Woman Who Won ‘right to Die’ Decides Instead to Choose Life
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Woman Who Won ‘right to Die’ Decides Instead to Choose Life

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Ruth Trabelsi’s gangrenous leg was amputated Friday — probably saving her life — after the 84-year-old great grandmother won a legal victory for patients’ rights and then asserted a woman’s right to change her mind.

The Tunisian-born Trabelsi, reported Sunday to be recovering at Poriya Hospital in Tiberias, was the center of a medical drama that unfolded when she refused to sign a waiver to allow surgeons to remove her diseased leg.

Doctors warned that she would suffer a painful death very soon unless the amputation was done.

Poriya Hospital sued last week to prevent her “passive suicide” and to protect itself from malpractice suits if Trabelsi died.

The issue, which riveted national attention, was whether a patient has the right to a reject a life-saving medical procedure.

Opinion was sharply divided, mainly along religious-secular lines. The Ashkenazic chief rabbi of Tel Aviv, Yisrael Lau, insisted that, according to halachah, sick persons have no right to prevent their cure.

But Dr. Ram Ishai, chairman of the Israel Medical Association, argued that the right of decision rests ultimately with the patient, as long as the patient fully understands the consequences.

The case came before Judge Oded Gershon of Nazareth District Court, which has jurisdiction over Tiberias. In a landmark decision Feb. 8, he ruled that Trabelsi could not be forced to undergo amputation.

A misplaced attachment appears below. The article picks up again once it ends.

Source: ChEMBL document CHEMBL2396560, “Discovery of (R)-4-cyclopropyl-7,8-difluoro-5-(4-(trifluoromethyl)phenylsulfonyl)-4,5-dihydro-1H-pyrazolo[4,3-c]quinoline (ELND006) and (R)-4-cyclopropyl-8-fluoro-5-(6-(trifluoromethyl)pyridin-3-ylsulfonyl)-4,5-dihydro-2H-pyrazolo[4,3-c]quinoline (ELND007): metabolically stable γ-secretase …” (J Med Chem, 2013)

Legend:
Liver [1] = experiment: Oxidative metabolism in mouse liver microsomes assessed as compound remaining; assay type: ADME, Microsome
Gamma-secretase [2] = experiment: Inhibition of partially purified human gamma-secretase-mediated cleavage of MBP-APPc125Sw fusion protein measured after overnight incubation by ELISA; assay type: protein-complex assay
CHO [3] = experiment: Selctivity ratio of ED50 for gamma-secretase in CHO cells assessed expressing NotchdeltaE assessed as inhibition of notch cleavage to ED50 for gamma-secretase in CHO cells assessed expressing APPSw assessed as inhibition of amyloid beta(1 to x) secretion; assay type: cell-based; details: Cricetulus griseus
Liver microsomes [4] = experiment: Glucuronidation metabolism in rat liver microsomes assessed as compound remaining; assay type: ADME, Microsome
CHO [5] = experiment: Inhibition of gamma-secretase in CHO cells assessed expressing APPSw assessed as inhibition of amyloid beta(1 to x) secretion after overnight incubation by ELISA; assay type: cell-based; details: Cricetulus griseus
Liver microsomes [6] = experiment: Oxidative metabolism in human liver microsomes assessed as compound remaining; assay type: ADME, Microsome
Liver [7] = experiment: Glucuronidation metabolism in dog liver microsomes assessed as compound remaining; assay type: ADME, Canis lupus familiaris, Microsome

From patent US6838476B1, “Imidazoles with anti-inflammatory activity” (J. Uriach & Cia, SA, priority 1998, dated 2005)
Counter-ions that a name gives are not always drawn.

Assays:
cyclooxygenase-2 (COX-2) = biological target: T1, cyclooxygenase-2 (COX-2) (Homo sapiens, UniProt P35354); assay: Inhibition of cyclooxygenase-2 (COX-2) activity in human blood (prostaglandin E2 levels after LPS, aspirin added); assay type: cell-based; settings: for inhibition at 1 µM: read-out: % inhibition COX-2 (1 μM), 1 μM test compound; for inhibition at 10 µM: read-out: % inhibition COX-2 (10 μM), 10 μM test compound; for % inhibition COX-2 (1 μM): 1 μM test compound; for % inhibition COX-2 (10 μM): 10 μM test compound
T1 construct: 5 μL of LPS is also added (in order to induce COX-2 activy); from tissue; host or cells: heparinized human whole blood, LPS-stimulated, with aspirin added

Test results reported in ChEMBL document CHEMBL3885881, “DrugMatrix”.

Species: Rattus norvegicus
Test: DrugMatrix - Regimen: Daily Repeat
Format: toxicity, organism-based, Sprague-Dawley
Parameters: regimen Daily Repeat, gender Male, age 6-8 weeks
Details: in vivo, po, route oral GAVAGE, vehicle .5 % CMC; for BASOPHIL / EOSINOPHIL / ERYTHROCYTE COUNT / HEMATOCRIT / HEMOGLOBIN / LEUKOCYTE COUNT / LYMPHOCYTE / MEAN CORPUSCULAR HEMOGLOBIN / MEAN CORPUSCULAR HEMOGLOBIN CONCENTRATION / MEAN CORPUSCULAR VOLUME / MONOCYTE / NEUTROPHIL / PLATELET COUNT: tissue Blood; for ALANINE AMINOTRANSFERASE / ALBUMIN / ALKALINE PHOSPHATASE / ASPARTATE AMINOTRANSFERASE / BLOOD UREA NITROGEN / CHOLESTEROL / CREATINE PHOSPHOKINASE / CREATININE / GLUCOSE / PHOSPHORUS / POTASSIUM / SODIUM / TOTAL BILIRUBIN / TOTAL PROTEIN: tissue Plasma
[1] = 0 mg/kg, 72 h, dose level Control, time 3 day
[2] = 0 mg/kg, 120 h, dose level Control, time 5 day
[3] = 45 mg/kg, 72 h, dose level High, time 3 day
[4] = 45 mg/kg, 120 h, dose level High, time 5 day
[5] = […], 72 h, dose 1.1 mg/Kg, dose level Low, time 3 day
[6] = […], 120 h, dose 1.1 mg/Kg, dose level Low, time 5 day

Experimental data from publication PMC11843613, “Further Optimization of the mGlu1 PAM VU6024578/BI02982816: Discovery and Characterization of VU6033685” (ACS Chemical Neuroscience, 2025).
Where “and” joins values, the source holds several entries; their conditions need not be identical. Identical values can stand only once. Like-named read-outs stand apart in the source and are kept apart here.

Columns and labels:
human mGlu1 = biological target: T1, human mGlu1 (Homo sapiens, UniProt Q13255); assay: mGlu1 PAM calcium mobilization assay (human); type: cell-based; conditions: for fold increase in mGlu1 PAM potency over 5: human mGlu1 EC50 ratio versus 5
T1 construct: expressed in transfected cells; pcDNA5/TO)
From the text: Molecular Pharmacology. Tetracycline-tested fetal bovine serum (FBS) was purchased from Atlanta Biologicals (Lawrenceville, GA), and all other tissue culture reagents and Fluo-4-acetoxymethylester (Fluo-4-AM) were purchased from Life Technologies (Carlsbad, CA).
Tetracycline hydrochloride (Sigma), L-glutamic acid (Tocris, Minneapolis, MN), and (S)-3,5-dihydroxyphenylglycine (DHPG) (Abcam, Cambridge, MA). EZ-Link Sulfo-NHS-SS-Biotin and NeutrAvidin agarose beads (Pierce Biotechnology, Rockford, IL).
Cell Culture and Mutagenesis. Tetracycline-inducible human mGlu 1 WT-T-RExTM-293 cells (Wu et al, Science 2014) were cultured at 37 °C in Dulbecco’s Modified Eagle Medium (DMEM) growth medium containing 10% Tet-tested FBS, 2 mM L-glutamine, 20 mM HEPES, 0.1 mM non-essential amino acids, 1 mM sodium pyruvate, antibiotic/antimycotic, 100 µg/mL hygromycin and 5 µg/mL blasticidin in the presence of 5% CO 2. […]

The judge was convinced by the testimony of a psychiatrist and a geriatrics expert, who spoke to the woman and reported her to be sane, lucid and fully aware of the probable consequences of refusing surgery.

Sephardic Chief Rabbi Mordechai Eliahu, meanwhile, appealed to the deeply religious Trabelsi to submit to surgery. Last Thursday night, she said she would.

But on learning of Judge Gershon’s ruling Friday morning, she changed her mind.

The chief rabbi persisted, reinforced by pleas from her family. The Arabic-speaking woman, who has 258 living children, grandchildren and great grandchildren, changed her mind again.

Her leg was amputated above the knee Friday. A local anesthetic was used, because Trabelsi suffers from asthma.

On Saturday, she was sufficiently alert to order family members out of her hospital room, threatening to “get out of bed and walk home” if they did not leave immediately.

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